'Shocking' damage in country park
Unknown developer clears government land
The government is investigating what conservationists describe as the 'most shocking' illegal destruction of nature within a country park in memory.
The construction in Pat Sin Leng Country Park near Lai Pek Shan and Ting Kok is the latest of a spate of illegal works in countryside areas, sparking calls from a leading green group for tougher punishments.
The large-scale works in the park, involving a 5-metre-wide, 500-metre-long cement access road leading to a level area cut out of the hillside, were believed to have been under construction for at least a month. Newspapers dated from the middle of last month were found in the area.
The road starts near Shan Liu Road and heads north to the excavated clearing. The level area, part of which was inside the country park, had a sea view of Plover Cove.
Vegetation around the excavated area and road had been cleared. More than 150 trees had been felled along the road and a stream next to it. Building materials, empty lunch boxes and water bottles were piled along the road. Work was halted after a South China Morning Post reader reported the case to lands officials.
'This is the most shocking case we have ever come across,' said Alan Leung Sze-lun, senior conservation officer for WWF Hong Kong. 'How can we tolerate these illegal works, either on private or government sites, again and again?'
On Tuesday, a privately owned plot about the size of two soccer pitches inside Tai Lam Country Park was bulldozed and excavated, apparently for agricultural purposes.
Mr Leung said lenient penalties encouraged developers to challenge the government.
The Agriculture, Fisheries and Conservation Department confirmed that about 450 square metres of the clearing at the Pat Sin Leng site infringed on the park's boundary. It has not found the contractor.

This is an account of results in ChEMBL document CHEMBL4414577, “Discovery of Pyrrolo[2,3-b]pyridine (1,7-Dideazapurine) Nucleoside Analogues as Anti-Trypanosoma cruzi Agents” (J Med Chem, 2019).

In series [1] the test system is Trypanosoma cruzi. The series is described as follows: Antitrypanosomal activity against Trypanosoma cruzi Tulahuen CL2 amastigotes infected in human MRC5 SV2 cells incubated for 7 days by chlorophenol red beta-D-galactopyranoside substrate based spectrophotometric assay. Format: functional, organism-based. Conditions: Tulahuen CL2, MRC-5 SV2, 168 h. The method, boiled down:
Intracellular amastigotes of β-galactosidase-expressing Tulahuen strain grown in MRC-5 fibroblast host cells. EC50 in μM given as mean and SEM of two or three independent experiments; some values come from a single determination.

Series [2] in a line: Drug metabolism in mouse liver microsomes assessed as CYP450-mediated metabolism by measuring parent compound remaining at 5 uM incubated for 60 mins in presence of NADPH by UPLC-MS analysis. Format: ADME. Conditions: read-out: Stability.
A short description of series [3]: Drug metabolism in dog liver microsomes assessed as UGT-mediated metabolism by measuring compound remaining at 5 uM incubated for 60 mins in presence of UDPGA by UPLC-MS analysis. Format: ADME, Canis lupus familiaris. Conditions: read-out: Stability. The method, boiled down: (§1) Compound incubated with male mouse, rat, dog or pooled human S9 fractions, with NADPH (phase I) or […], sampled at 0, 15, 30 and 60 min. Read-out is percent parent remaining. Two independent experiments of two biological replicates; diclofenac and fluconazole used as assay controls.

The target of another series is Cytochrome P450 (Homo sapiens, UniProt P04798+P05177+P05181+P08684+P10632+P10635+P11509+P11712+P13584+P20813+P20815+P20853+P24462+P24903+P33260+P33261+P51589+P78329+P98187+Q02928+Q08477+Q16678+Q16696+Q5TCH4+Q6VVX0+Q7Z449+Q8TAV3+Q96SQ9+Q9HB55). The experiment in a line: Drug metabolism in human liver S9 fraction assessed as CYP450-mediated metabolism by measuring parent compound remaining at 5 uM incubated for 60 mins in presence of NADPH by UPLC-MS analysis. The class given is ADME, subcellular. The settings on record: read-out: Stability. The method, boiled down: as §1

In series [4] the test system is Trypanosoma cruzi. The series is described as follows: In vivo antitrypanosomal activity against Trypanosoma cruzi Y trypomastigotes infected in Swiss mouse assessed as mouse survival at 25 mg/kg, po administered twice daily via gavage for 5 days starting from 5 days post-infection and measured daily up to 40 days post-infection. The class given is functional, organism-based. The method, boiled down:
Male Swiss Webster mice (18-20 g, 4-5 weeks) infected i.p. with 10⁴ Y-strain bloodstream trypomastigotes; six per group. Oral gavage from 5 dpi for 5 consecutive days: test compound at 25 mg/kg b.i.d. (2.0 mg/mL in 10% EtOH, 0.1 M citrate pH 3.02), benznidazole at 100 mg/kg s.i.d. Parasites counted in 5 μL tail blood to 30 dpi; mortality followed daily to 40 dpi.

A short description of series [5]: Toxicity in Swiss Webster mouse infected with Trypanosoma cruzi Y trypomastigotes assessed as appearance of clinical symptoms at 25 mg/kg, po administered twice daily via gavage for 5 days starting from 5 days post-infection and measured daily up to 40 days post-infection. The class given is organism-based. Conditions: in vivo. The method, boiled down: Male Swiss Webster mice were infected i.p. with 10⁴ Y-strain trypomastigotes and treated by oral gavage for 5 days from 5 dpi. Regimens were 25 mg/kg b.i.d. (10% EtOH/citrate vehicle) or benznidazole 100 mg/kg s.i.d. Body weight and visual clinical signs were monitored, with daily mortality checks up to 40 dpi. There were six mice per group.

'The AFCD has put up warning signs on the government land and carried out regular patrols of the area,' a spokeswoman said. 'We will prosecute anyone found to be carrying or to have carried out unauthorised works on country park land.'
It also pledged to investigate the unauthorised tree felling.
The Lands Department said about 40 per cent of the work was on government land and it was investigating who was responsible. 'A ground survey is being carried out with a view to blocking off the unauthorised access on government land before Sunday,' a spokesman said.
A Lands Department official visited a bridge spanning the stream and posted a notice demanding the unknown contractor remove it.
If no one comes forward to rectify the damage, taxpayers may have to pay to restore the site, the department said.
A veteran conservationist who declined to be named said he was 'amazed' at the scale of the work, which appeared to be as organised as a government project.
'I could not understand the motives of the developer to spend a million dollars and get the work done, despite the well-known difficulty of securing government approval for profit-making housing plans after trashing the concerned site,' he said.
Robbie, a Tai Po resident who reported the case to the government, described the works as 'astonishing' and said she was puzzled by the motives behind the illegal works, though the district has seen a lot of building and road works.
'It is for these kinds of over-development that I might choose to leave Hong Kong,' she said.